What if someone told you that you could control your brain? Well, the good news is there’s a lot we can do in this department. All you need is some practice and a little bit of knowledge.
Learning to control our thoughts and emotions and the impact they have on our body involves a set of skills that can be learned with time, practice, and patience. Ready to learn how to be calm under pressure? Let’s start!
1. Understand “Fight or Flight”
You may have learned about this one at school. If you need a little recap, “fight or flight” describes how the body reacts in stressful situations. To put it simply, you either decide to flee the scene (flight) or take action (fight). On a fundamental level, this explains why you react a certain way in order to survive. However, “fight or flight” is irrelevant in a lot of scenarios in our modern world. Yet, our brain senses danger when we experience things outside of what is “normal.” If you feel your body tensing up, for example, that’s a by-product of “fight or flight.” The next time you think you’re experiencing this, ask yourself, “Is this really life or death? Or should I calm down and realise it will be okay?”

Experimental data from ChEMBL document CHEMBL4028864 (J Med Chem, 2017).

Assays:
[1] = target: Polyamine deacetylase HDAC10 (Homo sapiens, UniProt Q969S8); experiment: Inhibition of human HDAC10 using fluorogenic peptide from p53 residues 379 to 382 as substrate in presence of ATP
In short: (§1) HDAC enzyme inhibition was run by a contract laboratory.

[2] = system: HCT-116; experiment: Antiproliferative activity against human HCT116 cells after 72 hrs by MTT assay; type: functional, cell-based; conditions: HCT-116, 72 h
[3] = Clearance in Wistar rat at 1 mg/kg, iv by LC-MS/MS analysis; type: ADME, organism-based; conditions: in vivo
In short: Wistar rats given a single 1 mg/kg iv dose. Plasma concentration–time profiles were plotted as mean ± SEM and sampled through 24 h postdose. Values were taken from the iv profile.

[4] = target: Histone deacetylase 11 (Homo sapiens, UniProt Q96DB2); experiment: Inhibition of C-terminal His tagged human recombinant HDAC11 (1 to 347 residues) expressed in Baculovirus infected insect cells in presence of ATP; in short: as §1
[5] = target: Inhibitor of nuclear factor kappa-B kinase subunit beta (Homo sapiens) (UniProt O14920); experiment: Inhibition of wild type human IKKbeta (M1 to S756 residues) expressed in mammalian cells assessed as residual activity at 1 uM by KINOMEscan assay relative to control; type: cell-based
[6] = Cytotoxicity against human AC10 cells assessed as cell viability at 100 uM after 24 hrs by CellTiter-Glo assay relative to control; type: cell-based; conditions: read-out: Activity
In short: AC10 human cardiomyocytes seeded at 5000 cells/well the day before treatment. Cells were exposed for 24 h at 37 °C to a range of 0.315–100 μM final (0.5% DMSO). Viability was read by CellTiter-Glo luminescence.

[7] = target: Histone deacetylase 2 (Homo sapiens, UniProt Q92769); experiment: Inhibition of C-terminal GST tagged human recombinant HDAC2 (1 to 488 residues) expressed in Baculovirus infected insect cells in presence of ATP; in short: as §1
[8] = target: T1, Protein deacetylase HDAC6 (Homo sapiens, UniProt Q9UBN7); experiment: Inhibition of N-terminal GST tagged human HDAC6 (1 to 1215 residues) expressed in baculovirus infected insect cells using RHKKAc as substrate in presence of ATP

2. Call out your Emotions
Detaching from your emotions is prescribed by many meditation experts and leaders who have mastered the art of staying calm. We are humans, so we are inevitably going to experience the whole gamut of feelings. That being said, we can choose to observe them rather than attach to them. That means when you feel a surge of anger, call it out. Say, “That’s anger I’m experiencing because of XYZ. I know that this will pass, but I acknowledge that my feelings are valid.” Be sure to validate your feelings rather than dismiss them. Your emotions are real, and it is okay to feel what you’re feeling!
Sometimes, all you need to do is breathe. Connect to your breath. Count your breaths. Be grateful that you’re breathing. There are many ways to experience the delight of breathing, so take some time to figure out which approach works best for you. The important thing is that you’re doing it. As we mentioned with “fight or flight,” the body reacts to stress and adverse events. We may choke up, forget to breathe, or breathe very heavily. All of those things impact our mind, so try to instil a sense of calm in your body first.
If you need help to tackle your stress and anxiety, contact us at firstname.lastname@example.org or call 07906 226 953.